ACA Levels out of whack?

Recently, I had reason to review where I was in skills and determined that I am pretty solidly in the beginner range.  This seemed about right to me as I have received ACA level 2 training and the levels go up to a 5.  However I noticed here on level 4 training at the ACA site:

the following information:

"Course Location / Venue: Ideal location will have a moderate current not to exceed 4 knots, a short crossing of 1 to 2 miles, and a tide rip with a large well-defined eddy. Current should not be moving into an area of danger and there should be a variety of landing options down current. Winds should not exceed 10-15 knots"

It seems pretty weird to me that 15 knots is considered advanced level 4 conditions as I paddle in those conditions with regularity. I'm thinking these should be considered level two conditions.  Certainly I'd want a level two instructor to be trained in these conditions as they commonly occur without warning.

It appears that the BCU does it like this as well.  If that is the case maybe they should realign the conditions to go with the level of skill.  Or maybe I should not go out whenever the wind is over 15 knots and the waves are over 4 feet?  It seems reasonable to go out in these conditions but I do tend to self rescue a few times on every surf day.

What do you think?  Are the condition levels out of whack with the skill levels being taught?


  1. I don't know the ACA or BCU grading system first hand but I assume it is similar to a system we have in Australia.
    Teaching a bunch of paddlers in harsh conditions is always tricky since they have to learn and not just play. It's like herding kittens when kayakers are in conditions: a student has a hard time to stay close to the instructor and hear what's going on without getting blown away.
    In saying that I think that the assessment probably should be in conditions that are a bit more demanding. Honestly, grades imparted by institutions mean little to me since I have seen high level awards given to paddlers that could barely roll. I understand that one wants be measured against his/her peers and see where he/she stands but in reality those awards mean little when one really needs to have the skills to pull through. These days I don't care anymore about grading; I practice in conditions that push me every time and learn from my and others’ mistakes (in a controlled environment) to better my skills.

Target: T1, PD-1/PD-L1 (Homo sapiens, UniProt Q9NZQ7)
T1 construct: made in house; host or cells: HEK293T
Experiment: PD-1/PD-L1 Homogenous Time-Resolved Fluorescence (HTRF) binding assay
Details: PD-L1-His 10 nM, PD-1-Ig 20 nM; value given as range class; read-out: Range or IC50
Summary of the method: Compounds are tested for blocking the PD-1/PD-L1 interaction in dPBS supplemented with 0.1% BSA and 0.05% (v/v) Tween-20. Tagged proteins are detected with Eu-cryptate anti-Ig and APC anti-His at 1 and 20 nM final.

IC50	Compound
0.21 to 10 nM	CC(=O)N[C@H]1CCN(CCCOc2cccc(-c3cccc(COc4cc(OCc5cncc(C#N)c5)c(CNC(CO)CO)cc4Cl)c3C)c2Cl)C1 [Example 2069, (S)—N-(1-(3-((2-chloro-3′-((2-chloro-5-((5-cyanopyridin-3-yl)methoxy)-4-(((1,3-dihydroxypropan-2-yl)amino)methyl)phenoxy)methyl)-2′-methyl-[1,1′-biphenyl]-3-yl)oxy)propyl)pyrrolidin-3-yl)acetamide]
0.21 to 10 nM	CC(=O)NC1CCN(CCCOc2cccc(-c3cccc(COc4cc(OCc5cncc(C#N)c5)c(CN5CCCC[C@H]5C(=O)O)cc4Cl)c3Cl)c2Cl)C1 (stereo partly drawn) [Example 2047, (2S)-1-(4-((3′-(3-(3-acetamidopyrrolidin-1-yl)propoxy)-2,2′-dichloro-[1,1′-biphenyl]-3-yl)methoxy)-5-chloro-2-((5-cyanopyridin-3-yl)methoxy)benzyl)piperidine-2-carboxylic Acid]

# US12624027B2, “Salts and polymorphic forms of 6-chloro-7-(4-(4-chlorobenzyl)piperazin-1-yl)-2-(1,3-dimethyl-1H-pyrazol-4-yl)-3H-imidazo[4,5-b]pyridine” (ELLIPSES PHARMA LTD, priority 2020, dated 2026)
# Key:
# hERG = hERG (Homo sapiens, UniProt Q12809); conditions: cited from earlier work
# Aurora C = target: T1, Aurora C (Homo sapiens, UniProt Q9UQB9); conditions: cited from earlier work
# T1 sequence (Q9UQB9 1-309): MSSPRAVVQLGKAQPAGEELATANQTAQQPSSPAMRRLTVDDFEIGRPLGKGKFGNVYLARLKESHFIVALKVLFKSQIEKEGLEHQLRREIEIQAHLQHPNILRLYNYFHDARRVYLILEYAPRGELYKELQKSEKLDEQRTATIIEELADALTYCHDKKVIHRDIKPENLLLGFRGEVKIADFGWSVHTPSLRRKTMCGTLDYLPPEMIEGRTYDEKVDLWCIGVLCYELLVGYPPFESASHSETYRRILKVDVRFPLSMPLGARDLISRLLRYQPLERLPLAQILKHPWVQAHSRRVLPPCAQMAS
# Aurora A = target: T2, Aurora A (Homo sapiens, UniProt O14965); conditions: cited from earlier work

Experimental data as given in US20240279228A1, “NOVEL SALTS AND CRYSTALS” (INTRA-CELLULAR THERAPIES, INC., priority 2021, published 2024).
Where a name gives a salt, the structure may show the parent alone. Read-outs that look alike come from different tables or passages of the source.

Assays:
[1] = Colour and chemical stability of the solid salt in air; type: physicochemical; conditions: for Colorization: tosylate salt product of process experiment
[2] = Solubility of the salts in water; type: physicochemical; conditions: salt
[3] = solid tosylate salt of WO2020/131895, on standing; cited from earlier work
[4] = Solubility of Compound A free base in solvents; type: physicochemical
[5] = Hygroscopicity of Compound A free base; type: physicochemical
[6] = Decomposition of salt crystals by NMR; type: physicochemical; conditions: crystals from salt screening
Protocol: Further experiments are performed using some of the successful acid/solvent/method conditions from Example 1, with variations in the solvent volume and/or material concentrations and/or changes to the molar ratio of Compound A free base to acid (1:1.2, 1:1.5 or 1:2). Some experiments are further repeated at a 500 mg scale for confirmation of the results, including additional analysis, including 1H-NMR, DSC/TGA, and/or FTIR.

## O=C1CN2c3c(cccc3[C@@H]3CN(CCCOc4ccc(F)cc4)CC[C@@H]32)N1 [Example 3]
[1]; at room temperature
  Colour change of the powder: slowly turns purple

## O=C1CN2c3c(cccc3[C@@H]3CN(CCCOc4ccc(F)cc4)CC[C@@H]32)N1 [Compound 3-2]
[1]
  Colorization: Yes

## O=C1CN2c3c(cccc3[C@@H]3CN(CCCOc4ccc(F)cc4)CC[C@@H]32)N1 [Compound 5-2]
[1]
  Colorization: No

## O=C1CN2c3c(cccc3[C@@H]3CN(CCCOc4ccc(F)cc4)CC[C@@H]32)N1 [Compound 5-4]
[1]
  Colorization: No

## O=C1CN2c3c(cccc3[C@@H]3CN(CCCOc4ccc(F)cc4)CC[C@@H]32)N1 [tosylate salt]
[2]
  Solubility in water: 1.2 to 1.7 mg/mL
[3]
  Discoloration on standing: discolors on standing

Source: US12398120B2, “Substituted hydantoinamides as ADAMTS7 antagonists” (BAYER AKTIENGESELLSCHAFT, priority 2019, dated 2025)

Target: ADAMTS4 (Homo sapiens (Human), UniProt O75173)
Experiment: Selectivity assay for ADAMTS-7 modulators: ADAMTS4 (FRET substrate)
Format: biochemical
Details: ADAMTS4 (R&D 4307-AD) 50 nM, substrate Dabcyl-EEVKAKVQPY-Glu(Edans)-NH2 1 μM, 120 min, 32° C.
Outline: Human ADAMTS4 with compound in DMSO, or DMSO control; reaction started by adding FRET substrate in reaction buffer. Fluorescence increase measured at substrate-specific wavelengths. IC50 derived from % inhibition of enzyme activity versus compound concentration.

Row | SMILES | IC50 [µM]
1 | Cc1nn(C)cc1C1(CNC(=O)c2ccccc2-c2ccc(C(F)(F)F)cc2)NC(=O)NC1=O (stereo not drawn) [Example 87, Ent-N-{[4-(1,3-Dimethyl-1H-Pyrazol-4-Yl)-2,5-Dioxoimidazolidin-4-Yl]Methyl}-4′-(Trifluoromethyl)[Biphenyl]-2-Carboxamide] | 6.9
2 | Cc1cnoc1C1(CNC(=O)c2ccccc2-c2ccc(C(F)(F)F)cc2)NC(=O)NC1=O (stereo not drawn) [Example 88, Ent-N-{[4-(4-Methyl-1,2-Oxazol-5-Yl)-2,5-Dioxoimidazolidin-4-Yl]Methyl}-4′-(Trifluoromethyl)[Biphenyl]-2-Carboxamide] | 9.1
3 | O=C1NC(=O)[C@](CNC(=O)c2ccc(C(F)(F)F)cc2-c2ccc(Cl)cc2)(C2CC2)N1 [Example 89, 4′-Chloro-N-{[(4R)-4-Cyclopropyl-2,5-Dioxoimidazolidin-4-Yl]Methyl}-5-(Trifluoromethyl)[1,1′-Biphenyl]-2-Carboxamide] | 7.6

I see grading as a dogmatic way of imparting restrictions on paddlers that love the confinement of sanctioned group paddling.

  2. I understand about the idea if teaching beginners or doing assesments, but I think the whole idea of grading is so you can be certain folks you may want to select for a trip are at a certain skill level.

    Based on what the current system says, I don't think I'd take a paddler like me any where near the ocean which according to the ACA gets to level 3 and 4 without much warning.

    In actuality I've been inlet and ocean paddling with level 2 though 4 paddlers.

    Your comment does highlight the fact that some paddlers are not up to their stated skill level. I've seen a couple of those as well. Still I'd say on average a level 3 or 3 star paddler is going to have skills I don't.